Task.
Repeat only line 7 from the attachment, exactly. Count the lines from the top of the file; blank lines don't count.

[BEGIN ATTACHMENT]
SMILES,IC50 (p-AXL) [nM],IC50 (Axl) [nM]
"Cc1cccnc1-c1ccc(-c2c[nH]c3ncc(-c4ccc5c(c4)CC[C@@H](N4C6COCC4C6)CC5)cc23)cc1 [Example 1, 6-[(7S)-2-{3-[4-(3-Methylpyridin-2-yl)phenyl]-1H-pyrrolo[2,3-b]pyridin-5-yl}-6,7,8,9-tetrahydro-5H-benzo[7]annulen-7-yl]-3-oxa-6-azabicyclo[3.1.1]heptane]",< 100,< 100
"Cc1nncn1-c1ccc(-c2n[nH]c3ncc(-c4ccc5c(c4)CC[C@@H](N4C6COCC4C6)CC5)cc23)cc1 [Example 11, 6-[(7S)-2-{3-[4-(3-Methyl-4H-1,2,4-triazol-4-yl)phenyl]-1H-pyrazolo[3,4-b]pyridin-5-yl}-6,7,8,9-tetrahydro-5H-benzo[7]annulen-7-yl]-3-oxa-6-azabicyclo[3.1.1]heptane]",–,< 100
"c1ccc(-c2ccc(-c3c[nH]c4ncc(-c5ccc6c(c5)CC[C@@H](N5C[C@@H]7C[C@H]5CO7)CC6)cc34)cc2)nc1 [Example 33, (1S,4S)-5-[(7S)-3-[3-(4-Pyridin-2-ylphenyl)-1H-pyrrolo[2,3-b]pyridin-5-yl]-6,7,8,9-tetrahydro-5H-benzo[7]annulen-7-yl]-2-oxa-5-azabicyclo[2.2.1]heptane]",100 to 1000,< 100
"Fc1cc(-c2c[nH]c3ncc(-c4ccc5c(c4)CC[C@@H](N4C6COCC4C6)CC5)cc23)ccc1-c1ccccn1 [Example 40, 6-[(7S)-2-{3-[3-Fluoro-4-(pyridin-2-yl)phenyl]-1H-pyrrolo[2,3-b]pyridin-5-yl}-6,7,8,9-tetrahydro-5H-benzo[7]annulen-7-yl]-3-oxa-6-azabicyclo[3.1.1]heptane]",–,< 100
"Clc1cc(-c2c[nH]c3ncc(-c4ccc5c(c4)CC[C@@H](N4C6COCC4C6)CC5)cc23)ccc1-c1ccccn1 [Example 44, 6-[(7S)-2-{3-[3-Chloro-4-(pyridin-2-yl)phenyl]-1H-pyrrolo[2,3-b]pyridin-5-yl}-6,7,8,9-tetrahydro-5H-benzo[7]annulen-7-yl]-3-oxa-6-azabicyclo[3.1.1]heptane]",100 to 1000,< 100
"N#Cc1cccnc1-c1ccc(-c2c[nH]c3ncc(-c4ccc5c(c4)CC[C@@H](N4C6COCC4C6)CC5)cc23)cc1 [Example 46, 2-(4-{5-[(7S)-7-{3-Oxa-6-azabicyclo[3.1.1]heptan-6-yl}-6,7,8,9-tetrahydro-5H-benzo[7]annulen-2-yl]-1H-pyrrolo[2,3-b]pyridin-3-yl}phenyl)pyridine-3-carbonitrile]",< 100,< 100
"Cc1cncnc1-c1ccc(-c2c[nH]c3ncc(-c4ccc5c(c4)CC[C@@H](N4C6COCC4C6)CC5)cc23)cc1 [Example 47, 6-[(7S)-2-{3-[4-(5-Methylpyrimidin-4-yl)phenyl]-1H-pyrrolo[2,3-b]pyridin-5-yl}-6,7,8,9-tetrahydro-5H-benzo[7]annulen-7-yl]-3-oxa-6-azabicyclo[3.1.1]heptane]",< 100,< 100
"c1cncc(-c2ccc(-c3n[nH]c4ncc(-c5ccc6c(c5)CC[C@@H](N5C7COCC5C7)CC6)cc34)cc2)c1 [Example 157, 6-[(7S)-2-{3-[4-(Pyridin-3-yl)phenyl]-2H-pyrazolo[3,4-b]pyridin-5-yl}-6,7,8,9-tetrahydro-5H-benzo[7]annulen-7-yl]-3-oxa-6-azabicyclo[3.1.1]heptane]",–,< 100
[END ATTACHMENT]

"N#Cc1cccnc1-c1ccc(-c2c[nH]c3ncc(-c4ccc5c(c4)CC[C@@H](N4C6COCC4C6)CC5)cc23)cc1 [Example 46, 2-(4-{5-[(7S)-7-{3-Oxa-6-azabicyclo[3.1.1]heptan-6-yl}-6,7,8,9-tetrahydro-5H-benzo[7]annulen-2-yl]-1H-pyrrolo[2,3-b]pyridin-3-yl}phenyl)pyridine-3-carbonitrile]",< 100,< 100